Blow dryers hum. Electric razors buzz. Steam rolls off strands of hair as they glide through a hot flat iron. This is the scene, on a brisk Saturday morning, at Tranzitions Salon & Beauty Bar in Des Moines, Iowa. A place where black women convene to talk beauty, business and, sometimes, politics.
The Hawkeye State is preparing for what the Iowa Democratic Party predicts will be record turnout at this year’s presidential nominating caucus on Monday.
But, some black women say they may sit this one out.
“I’m not sure if I’ll caucus this year,” 63-year old Cheryl Barnes told NBC News. “Because I’m not sure about the candidates yet.”
Brandy McCracken, a 42-year-old Democrat, echoed that sentiment. “It will basically come down to me finding time to caucus — if there’s someone that interests me.”
These women are not alone in their indecision. The latest Iowa poll shows only 40 percent of likely caucusgoers have picked a candidate. However, what may distinguish this group is why they remain largely undecided.
While black women, including Barnes and McCracken, turned out in droves to help secure a caucus win for Barack Obama in 2008, some say this time around they feel left out of the special treatment that comes with being a voter in the state up first in the presidential nominating process.
“They’re reaching out more to the rural areas of Iowa than they are in Des Moines to me,” said 61-year-old Kim McCracken-Smith. “And in rural Iowa, there’s no black people.”
Obama’s historic win in Iowa in 2008 came with his managing to pick up key delegates in rural Iowa while also winning counties in the state where voters of color are concentrated.
African Americans make up only about about 4 percent of the state’s population, according to the U.S. Census Bureau. But with such a large field of candidates heading into caucus night, community activists say every vote this year will matter.
“Those are the kind of percentages that get you over the hump when it’s close, and it’s going to be close in a lot of places,” Izaah Knox, executive director of Urban Dreams, a community organization in Des Moines, told NBC News.
While campaigns have worked to replicate Obama’s diverse coalition of voters — with many hiring outreach directors tasked with targeting specific communities — that hasn’t been enough to win over some black caucusgoers.
Some potential caucusgoers said the outreach they’ve received has seemed rote and impersonal.
“I’ve just been getting these generic text messages and calls that I know are just the standard they’re reading off of the paper,” TranZitions salon owner Tyechia Daye said. “Come and see us — if you want our votes.”
Some candidates have made the effort to actively seek out black voters at local businesses and churches.
Sen. Cory Booker of New Jersey hosted an event at Platinum Kutz, a black-owned barber shop in Des Moines, before he exited the race.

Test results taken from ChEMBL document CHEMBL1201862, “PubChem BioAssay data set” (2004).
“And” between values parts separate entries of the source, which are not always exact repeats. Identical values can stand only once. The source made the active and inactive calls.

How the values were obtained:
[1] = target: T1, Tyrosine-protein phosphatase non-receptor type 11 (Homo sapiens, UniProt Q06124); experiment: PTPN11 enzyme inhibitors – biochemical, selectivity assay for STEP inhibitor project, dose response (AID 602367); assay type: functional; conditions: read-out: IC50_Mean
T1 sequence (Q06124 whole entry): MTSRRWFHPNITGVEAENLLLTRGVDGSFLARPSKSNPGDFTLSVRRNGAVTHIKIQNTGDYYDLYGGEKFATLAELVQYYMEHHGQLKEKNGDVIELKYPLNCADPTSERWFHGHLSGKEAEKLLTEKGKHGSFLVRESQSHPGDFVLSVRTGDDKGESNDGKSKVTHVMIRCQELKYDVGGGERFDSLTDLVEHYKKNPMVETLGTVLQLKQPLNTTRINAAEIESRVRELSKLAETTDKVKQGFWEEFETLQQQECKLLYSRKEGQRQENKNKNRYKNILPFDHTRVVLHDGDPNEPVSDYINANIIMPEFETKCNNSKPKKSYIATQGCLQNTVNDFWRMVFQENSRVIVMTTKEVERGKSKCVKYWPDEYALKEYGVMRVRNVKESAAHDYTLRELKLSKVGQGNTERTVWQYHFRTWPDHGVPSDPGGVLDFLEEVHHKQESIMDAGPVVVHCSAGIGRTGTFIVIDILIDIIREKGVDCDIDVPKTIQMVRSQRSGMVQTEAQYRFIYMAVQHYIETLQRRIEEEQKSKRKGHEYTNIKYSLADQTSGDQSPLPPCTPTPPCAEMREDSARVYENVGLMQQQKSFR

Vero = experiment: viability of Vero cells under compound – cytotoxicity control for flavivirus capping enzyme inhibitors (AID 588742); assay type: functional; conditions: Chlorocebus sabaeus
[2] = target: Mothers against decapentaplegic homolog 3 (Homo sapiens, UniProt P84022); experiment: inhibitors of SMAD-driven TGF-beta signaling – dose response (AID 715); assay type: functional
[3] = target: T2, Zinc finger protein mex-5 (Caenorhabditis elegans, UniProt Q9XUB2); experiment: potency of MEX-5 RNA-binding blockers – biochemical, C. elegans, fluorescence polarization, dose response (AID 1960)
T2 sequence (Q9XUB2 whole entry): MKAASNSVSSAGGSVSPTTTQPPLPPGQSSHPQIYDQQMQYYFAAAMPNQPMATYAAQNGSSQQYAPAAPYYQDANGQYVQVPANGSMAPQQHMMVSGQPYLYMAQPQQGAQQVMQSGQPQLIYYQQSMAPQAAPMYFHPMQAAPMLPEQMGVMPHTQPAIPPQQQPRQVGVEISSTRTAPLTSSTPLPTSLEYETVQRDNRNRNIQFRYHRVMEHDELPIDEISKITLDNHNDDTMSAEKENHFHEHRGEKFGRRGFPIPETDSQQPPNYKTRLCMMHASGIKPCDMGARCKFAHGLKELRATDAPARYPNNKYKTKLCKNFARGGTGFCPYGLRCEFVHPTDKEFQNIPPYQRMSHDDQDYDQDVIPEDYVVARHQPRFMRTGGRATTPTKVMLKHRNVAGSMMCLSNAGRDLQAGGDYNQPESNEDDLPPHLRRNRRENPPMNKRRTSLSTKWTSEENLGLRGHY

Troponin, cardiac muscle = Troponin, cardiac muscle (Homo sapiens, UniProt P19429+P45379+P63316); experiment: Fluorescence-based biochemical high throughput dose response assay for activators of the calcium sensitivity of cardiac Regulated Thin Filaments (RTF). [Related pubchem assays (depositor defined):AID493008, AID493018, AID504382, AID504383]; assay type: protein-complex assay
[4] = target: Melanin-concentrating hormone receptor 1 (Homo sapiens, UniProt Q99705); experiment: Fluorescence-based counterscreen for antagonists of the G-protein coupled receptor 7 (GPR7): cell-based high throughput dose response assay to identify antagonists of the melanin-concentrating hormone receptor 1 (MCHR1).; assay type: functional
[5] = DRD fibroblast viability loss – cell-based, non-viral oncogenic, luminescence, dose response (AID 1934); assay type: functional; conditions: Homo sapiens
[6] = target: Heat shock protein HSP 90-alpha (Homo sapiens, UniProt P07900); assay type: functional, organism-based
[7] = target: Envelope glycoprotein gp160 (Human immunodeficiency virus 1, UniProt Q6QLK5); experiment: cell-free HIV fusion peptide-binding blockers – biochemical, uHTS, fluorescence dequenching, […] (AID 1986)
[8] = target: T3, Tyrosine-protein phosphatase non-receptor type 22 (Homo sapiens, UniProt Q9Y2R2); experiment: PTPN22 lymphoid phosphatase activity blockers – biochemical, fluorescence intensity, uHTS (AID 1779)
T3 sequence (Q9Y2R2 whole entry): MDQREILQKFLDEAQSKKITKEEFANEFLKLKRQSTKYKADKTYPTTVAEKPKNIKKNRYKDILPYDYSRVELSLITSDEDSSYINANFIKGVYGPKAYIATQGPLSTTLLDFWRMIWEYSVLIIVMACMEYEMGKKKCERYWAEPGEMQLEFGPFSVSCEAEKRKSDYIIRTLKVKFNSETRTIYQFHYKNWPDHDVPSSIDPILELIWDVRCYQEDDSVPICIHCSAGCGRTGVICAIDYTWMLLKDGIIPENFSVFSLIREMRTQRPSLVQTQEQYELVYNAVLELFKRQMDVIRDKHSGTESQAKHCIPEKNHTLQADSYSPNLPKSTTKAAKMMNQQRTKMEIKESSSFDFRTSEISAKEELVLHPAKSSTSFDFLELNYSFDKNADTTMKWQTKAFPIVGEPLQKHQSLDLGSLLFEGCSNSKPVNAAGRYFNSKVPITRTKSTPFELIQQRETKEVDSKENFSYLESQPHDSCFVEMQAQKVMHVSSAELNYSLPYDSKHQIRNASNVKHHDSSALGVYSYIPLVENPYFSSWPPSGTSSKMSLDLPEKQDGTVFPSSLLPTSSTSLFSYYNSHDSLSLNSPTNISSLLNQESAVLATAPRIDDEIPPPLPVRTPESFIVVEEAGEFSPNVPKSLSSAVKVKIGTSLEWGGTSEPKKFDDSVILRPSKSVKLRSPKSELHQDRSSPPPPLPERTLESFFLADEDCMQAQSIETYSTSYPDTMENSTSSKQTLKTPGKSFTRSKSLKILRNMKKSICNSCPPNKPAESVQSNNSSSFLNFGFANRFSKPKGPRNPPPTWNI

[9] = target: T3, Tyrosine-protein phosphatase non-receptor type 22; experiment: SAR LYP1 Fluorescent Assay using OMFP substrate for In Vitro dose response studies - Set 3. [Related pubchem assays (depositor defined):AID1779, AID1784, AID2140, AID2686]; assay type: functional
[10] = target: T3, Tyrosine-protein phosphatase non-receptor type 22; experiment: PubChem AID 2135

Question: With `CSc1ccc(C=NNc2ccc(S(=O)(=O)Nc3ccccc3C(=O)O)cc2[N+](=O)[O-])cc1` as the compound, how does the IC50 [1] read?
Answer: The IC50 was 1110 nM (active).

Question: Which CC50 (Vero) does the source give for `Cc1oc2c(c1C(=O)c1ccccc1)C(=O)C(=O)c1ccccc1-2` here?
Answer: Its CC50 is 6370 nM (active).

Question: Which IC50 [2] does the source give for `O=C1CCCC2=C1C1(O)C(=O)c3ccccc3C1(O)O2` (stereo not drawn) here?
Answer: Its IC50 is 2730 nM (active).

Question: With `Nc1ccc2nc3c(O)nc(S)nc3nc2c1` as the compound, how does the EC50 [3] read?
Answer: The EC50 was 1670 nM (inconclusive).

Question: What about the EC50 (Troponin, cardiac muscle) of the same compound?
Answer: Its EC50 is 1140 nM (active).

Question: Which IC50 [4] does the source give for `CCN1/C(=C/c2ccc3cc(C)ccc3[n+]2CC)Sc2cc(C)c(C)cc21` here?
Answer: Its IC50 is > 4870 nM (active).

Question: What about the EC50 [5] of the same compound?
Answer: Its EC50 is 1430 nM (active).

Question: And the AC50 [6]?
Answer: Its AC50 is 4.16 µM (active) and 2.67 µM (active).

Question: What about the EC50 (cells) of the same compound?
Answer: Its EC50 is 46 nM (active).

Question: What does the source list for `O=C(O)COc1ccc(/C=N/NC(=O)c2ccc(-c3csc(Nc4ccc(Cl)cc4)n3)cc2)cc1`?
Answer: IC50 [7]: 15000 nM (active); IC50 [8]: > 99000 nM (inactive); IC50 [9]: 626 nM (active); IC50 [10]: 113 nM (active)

Of the remaining candidates, former Vice President Joe Biden is the only one to visit Corinthian Baptist Church, a cornerstone of the black community in Iowa’s capital city.
Having candidates go directly to the black community has been a goal of Knox’s organization. He said there have been more candidate appearances this election cycle than in the past. But the timing of such events can conflict with when potential caucusgoers are available.
“It’s hard to shift responsibilities around work or kids or house or whatever it is to get to these things,” Knox said. “But in Iowa we have to take it serious.”
Urban Dreams has co-hosted block parties with 12 of the presidential candidates.
But Daye said that as a busy small-business owner, she needs to be given a good reason to go to such events.
“Tell me why I should join you,” she said. “My time is money.”
Engaging people like Daye in the political process is a challenge of fundamental importance in a state like Iowa where the unemployment rate for blacks is more than double that of whites, according to recent figures from the Iowa Data Center.
But it’s up to candidates to reach them, said Nikol Alexander-Floyd, political science professor at Rutgers University.
“The responsibility of people who want to be elected is to meet people where they are,” Alexander-Floyd said.
Now, on the eve of the caucus, some political activists worry a lack of excitement among black women in the state could be a sign of trouble for the Democratic Party.
“That may be what black women are thinking in other places where we need high turnout in order to win,” said Aimee Allison. “And that’s got me nervous.”
Alison is the founder of She the People, a progressive national network focused on engaging women of color at all levels of the political process.
“If there’s a lack of motivation in a primary, it translates to low voter turnout” in the general election, Allison said. “We already know what it looks like” from what happened in 2016.
Fears of a defeat in 2020 are not lost upon black Democrats in Iowa. Still, it remains to be seen which candidate — if any — black women will show up for on caucus day.